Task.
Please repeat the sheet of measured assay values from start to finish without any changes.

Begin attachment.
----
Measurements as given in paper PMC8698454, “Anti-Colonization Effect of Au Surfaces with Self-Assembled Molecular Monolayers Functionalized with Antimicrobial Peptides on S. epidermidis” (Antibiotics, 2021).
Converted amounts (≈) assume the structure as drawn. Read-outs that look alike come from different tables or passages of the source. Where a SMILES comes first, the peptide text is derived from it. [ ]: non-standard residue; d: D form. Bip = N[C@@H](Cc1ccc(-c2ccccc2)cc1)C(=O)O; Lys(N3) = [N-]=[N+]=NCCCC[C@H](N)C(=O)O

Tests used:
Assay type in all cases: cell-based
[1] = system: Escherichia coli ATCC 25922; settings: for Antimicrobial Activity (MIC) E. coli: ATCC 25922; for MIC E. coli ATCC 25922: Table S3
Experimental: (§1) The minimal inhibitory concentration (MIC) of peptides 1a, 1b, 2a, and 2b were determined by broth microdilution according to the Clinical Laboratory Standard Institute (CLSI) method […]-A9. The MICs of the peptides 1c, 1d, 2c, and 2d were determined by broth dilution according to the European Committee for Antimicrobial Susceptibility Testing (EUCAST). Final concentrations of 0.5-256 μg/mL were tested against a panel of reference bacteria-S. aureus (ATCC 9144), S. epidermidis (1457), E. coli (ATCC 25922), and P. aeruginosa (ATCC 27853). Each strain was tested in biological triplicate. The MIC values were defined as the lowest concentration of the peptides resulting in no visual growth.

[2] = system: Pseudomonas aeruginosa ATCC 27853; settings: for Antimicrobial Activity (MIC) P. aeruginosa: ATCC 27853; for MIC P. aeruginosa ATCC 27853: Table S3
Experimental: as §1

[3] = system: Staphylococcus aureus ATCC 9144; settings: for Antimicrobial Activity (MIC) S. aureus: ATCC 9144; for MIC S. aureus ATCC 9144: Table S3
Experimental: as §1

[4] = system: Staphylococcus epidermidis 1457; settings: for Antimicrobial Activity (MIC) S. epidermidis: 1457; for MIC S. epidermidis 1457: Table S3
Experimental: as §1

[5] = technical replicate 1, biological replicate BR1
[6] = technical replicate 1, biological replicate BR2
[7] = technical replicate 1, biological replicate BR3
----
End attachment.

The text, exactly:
Measurements as given in paper PMC8698454, “Anti-Colonization Effect of Au Surfaces with Self-Assembled Molecular Monolayers Functionalized with Antimicrobial Peptides on S. epidermidis” (Antibiotics, 2021).
Converted amounts (≈) assume the structure as drawn. Read-outs that look alike come from different tables or passages of the source. Where a SMILES comes first, the peptide text is derived from it. [ ]: non-standard residue; d: D form. Bip = N[C@@H](Cc1ccc(-c2ccccc2)cc1)C(=O)O; Lys(N3) = [N-]=[N+]=NCCCC[C@H](N)C(=O)O

Tests used:
Assay type in all cases: cell-based
[1] = system: Escherichia coli ATCC 25922; settings: for Antimicrobial Activity (MIC) E. coli: ATCC 25922; for MIC E. coli ATCC 25922: Table S3
Experimental: (§1) The minimal inhibitory concentration (MIC) of peptides 1a, 1b, 2a, and 2b were determined by broth microdilution according to the Clinical Laboratory Standard Institute (CLSI) method […]-A9. The MICs of the peptides 1c, 1d, 2c, and 2d were determined by broth dilution according to the European Committee for Antimicrobial Susceptibility Testing (EUCAST). Final concentrations of 0.5-256 μg/mL were tested against a panel of reference bacteria-S. aureus (ATCC 9144), S. epidermidis (1457), E. coli (ATCC 25922), and P. aeruginosa (ATCC 27853). Each strain was tested in biological triplicate. The MIC values were defined as the lowest concentration of the peptides resulting in no visual growth.

[2] = system: Pseudomonas aeruginosa ATCC 27853; settings: for Antimicrobial Activity (MIC) P. aeruginosa: ATCC 27853; for MIC P. aeruginosa ATCC 27853: Table S3
Experimental: as §1

[3] = system: Staphylococcus aureus ATCC 9144; settings: for Antimicrobial Activity (MIC) S. aureus: ATCC 9144; for MIC S. aureus ATCC 9144: Table S3
Experimental: as §1

[4] = system: Staphylococcus epidermidis 1457; settings: for Antimicrobial Activity (MIC) S. epidermidis: 1457; for MIC S. epidermidis 1457: Table S3
Experimental: as §1

[5] = technical replicate 1, biological replicate BR1
[6] = technical replicate 1, biological replicate BR2
[7] = technical replicate 1, biological replicate BR3